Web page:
The structure of insurance and the population of abortion patients mean that changes at the political level may not translate into changes in individual women’s experience of paying for abortion.
This research illustrates how legal regulations, insurer practices, and the socioeconomics of the patient population matter for abortion-providing facilities’ decision-making about accepting insurance.
Purpose – Historically, the gay and lesbian community has been divided over same-sex marriage along gender lines, with gay men its most frequent supporters and lesbians…
Purpose – Historically, the gay and lesbian community has been divided over same-sex marriage along gender lines, with gay men its most frequent supporters and lesbians its most frequent critics. In recent years, however, in localities where same-sex marriage has been available, the gender polarity around same-sex marriage has reversed, with lesbian couples constituting the majority of those married. Although same-sex marriage is framed in a gender-neutral way, the higher rate of lesbians marrying suggests that gay men and lesbians may have different stakes in, demand for, and benefits from access to marriage.Methodology – Drawing on interviews with 42 participants (24 women; 18 men) in the 2004 San Francisco same-sex weddings, I qualitatively analyze how and when gender comes to be salient in the decision by same-sex couples to marry.Findings – Explicitly attending to the intersections of gender, sexual identity, and family, I find that lesbians and gay men did not systematically offer different narratives for why they married, but parents did offer different meanings than childfree respondents: the apparent gender gap is better described as a parenthood gap, which has a demographic relationship to gender with more lesbians than gay men achieving parenthood in California. Scholarship on the gendered experience of reproduction suggests that the importance of gender in the experience of queer parenthood may persist even if parity in parenthood were reached.Originality/value – Findings attest to the importance of attending to the intersections of gender, sexual identity, and family for scholars of same-sex marriage.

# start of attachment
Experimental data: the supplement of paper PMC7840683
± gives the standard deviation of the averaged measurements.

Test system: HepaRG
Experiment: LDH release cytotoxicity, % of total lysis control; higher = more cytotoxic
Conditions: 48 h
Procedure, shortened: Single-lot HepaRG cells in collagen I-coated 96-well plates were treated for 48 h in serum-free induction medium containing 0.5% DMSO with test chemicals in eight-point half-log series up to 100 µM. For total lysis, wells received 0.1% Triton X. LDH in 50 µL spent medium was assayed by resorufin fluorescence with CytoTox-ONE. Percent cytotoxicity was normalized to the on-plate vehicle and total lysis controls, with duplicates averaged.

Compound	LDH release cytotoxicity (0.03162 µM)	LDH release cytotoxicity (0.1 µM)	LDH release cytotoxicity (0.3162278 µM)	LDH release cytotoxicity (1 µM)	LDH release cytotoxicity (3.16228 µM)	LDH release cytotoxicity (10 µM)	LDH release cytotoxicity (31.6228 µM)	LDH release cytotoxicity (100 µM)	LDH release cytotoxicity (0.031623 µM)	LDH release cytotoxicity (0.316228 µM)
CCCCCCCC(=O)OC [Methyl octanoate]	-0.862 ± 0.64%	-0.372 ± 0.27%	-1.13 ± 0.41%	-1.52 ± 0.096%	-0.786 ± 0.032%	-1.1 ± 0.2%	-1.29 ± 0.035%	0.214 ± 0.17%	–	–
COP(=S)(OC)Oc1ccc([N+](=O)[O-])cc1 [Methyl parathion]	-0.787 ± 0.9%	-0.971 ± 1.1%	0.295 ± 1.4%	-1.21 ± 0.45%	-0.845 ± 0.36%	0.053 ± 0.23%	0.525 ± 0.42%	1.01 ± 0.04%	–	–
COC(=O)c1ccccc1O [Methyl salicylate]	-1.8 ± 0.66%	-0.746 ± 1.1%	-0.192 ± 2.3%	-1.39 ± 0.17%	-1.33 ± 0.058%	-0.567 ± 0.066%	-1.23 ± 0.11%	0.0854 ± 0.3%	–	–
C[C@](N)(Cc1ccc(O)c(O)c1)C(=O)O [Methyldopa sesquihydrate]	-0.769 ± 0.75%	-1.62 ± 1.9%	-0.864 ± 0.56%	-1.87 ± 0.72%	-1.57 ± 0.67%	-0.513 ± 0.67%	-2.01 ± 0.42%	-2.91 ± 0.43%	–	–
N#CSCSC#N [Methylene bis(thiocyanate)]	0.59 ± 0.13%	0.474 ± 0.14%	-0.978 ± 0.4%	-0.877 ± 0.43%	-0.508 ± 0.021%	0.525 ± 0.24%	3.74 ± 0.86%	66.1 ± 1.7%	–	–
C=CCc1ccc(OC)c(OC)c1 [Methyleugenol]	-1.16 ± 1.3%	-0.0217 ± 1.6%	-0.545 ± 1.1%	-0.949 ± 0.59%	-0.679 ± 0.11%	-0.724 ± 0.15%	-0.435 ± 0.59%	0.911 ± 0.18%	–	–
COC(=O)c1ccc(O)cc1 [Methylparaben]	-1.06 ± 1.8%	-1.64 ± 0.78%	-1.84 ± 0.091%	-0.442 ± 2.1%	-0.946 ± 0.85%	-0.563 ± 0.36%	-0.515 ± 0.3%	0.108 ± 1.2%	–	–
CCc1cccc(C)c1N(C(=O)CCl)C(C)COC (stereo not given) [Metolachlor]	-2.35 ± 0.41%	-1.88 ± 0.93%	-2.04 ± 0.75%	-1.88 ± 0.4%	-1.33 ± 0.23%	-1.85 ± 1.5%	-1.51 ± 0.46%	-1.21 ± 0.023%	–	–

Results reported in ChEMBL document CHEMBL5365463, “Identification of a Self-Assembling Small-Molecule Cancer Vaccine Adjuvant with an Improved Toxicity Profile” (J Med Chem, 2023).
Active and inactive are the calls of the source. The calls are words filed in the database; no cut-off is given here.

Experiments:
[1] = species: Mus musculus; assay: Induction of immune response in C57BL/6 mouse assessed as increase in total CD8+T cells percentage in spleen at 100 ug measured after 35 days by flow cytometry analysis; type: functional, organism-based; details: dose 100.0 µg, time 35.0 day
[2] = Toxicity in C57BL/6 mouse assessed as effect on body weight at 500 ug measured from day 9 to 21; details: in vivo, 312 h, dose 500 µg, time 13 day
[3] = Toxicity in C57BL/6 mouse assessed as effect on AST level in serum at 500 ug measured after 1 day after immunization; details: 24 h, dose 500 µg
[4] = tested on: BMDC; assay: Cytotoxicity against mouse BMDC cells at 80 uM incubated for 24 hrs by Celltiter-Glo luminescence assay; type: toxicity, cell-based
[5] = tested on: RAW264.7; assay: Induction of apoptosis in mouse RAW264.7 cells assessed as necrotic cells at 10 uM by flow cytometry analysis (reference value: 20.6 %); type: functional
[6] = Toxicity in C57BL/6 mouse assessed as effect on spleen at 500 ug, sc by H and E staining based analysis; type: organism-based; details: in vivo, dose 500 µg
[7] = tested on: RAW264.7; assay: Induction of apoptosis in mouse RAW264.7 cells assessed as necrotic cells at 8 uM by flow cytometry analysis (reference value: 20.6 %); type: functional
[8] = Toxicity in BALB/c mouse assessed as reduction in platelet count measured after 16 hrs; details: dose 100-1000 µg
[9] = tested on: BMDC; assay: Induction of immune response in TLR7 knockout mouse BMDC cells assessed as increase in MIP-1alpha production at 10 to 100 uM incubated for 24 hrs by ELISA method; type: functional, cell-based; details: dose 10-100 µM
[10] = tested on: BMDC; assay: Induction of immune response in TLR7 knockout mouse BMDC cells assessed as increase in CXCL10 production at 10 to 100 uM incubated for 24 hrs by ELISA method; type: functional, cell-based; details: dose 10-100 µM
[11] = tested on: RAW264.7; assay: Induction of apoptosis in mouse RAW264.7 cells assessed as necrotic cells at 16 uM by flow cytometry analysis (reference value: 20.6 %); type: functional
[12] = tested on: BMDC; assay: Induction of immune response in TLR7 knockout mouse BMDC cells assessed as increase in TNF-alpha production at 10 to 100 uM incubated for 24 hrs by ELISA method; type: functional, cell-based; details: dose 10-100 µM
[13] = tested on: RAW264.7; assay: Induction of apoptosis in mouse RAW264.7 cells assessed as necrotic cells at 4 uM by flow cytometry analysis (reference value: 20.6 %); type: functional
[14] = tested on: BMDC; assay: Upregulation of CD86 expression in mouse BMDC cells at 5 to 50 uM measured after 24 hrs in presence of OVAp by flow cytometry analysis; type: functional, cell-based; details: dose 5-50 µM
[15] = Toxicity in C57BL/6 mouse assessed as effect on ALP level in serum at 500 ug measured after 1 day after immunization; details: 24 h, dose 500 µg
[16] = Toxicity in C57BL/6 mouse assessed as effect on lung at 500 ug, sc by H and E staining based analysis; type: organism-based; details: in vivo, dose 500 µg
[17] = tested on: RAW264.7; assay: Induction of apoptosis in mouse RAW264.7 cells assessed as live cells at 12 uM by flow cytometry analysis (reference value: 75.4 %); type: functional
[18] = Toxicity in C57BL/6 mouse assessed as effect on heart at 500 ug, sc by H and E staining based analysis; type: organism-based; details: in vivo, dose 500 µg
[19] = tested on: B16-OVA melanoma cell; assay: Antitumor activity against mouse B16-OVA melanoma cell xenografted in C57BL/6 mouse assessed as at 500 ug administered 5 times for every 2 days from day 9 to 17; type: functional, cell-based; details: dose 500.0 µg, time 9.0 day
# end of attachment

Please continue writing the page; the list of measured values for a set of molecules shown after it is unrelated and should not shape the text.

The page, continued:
Delores P. Aldridge has served as the Grace Towns Hamilton Professor of Sociology and African American Studies since 1990 at Emory University. Her career has focused on racial, ethnic, gender, family, and educational issues. She provided the seminal work on Black Women and the Labor Market in the Journal of Social and Behavioral Sciences (1975). For her scholarly contributions and social activism in and beyond the academy, she has received countless awards including the Cox, Johnson, Frazier Lifetime Achievement Award, the American Sociological Association(2010); Charles S. Johnson Award for Professional and Scholarly Achievement on Race and the South, the Southern Sociological Society (2006); and, the W. E. B. Du Bois Award (distinguished scholar, social activist, humanitarian), the Association of Social and Behavioral Sciences (1986).
Edwin Amenta is a professor of sociology, political science, and history at the University of California-Irvine. He is the PI of the NSF-funded “Political Organizations in the News” project and the coeditor of the forthcoming Wiley-Blackwell Companion to Political Sociology.